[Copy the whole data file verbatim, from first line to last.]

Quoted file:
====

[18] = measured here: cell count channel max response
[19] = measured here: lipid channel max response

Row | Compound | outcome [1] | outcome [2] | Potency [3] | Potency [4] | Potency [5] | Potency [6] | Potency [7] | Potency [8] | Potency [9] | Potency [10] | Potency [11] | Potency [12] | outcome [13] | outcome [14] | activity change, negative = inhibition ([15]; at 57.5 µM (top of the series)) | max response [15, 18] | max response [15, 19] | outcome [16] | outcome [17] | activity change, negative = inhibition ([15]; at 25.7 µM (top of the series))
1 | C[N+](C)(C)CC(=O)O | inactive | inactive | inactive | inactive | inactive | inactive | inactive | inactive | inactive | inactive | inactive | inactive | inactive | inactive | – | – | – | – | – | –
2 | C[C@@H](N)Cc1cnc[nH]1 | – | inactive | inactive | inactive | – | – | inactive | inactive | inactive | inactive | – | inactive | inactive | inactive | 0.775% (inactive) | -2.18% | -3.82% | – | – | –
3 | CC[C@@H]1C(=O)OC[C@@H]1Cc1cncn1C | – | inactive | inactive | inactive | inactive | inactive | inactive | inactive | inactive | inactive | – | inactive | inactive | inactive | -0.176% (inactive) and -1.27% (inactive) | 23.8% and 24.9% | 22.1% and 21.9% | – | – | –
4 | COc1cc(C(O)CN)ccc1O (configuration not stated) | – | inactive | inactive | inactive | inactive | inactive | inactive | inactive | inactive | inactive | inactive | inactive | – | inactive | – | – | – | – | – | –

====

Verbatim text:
[18] = measured here: cell count channel max response
[19] = measured here: lipid channel max response

Row | Compound | outcome [1] | outcome [2] | Potency [3] | Potency [4] | Potency [5] | Potency [6] | Potency [7] | Potency [8] | Potency [9] | Potency [10] | Potency [11] | Potency [12] | outcome [13] | outcome [14] | activity change, negative = inhibition ([15]; at 57.5 µM (top of the series)) | max response [15, 18] | max response [15, 19] | outcome [16] | outcome [17] | activity change, negative = inhibition ([15]; at 25.7 µM (top of the series))
1 | C[N+](C)(C)CC(=O)O | inactive | inactive | inactive | inactive | inactive | inactive | inactive | inactive | inactive | inactive | inactive | inactive | inactive | inactive | – | – | – | – | – | –
2 | C[C@@H](N)Cc1cnc[nH]1 | – | inactive | inactive | inactive | – | – | inactive | inactive | inactive | inactive | – | inactive | inactive | inactive | 0.775% (inactive) | -2.18% | -3.82% | – | – | –
3 | CC[C@@H]1C(=O)OC[C@@H]1Cc1cncn1C | – | inactive | inactive | inactive | inactive | inactive | inactive | inactive | inactive | inactive | – | inactive | inactive | inactive | -0.176% (inactive) and -1.27% (inactive) | 23.8% and 24.9% | 22.1% and 21.9% | – | – | –
4 | COc1cc(C(O)CN)ccc1O (configuration not stated) | – | inactive | inactive | inactive | inactive | inactive | inactive | inactive | inactive | inactive | inactive | inactive | – | inactive | – | – | – | – | – | –